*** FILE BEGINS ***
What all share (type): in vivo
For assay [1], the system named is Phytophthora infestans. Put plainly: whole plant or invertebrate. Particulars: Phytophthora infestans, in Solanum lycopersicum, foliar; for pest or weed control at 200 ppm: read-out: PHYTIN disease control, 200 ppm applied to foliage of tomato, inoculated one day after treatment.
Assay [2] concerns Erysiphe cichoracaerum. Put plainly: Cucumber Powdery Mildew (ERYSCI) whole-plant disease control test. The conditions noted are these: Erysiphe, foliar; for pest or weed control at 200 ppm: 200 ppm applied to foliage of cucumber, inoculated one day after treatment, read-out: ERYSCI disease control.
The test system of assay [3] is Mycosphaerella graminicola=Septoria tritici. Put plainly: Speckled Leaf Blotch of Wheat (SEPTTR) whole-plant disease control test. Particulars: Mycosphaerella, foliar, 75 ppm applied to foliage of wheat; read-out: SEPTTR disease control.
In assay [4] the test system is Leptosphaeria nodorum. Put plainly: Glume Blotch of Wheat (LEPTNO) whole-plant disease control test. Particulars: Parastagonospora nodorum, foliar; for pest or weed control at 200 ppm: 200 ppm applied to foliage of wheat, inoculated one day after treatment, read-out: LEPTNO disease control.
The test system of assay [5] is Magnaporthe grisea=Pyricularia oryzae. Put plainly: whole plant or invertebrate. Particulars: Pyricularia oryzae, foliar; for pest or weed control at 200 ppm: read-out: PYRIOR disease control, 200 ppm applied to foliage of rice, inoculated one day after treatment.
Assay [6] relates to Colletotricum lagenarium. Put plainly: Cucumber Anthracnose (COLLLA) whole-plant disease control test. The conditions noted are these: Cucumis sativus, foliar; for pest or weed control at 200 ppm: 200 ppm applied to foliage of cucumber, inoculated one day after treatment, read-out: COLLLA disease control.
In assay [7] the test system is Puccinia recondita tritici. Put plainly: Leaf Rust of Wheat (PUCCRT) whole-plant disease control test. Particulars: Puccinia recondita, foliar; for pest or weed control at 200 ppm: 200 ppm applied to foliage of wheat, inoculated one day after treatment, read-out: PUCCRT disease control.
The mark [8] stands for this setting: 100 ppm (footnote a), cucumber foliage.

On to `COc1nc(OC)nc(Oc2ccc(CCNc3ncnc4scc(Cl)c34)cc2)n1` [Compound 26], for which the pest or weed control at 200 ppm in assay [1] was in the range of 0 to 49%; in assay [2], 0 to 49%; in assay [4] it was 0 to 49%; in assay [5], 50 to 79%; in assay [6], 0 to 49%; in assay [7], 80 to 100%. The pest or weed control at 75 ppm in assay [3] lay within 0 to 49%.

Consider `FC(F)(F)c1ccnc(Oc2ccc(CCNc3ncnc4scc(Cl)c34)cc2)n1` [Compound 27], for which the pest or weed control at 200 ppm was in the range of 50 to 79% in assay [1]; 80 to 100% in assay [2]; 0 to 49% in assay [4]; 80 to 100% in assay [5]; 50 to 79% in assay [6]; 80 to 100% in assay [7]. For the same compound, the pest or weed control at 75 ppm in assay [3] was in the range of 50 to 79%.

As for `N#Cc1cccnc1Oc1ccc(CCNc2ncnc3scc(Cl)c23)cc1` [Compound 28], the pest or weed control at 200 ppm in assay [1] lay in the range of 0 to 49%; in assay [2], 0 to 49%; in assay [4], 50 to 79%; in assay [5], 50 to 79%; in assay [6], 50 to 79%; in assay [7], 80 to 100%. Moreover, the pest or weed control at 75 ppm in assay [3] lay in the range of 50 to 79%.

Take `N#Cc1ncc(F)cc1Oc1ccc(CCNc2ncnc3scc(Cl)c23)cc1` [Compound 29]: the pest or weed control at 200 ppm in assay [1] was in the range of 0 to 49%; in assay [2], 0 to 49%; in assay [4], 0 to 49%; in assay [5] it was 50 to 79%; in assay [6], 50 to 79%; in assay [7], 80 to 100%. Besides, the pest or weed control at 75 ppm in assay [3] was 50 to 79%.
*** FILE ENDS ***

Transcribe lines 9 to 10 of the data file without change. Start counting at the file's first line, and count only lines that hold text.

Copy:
The mark [8] stands for this setting: 100 ppm (footnote a), cucumber foliage.

On to `COc1nc(OC)nc(Oc2ccc(CCNc3ncnc4scc(Cl)c34)cc2)n1` [Compound 26], for which the pest or weed control at 200 ppm in assay [1] was in the range of 0 to 49%; in assay [2], 0 to 49%; in assay [4] it was 0 to 49%; in assay [5], 50 to 79%; in assay [6], 0 to 49%; in assay [7], 80 to 100%. The pest or weed control at 75 ppm in assay [3] lay within 0 to 49%.